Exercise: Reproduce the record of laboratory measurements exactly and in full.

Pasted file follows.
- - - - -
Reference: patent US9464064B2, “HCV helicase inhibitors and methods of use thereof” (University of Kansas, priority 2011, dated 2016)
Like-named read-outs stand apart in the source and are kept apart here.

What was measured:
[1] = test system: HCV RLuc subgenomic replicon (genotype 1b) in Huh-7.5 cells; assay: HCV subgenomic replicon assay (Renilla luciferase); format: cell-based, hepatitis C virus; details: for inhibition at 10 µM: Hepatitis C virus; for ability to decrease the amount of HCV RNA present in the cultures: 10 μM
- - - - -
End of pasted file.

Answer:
Reference: patent US9464064B2, “HCV helicase inhibitors and methods of use thereof” (University of Kansas, priority 2011, dated 2016)
Like-named read-outs stand apart in the source and are kept apart here.

What was measured:
[1] = test system: HCV RLuc subgenomic replicon (genotype 1b) in Huh-7.5 cells; assay: HCV subgenomic replicon assay (Renilla luciferase); format: cell-based, hepatitis C virus; details: for inhibition at 10 µM: Hepatitis C virus; for ability to decrease the amount of HCV RNA present in the cultures: 10 μM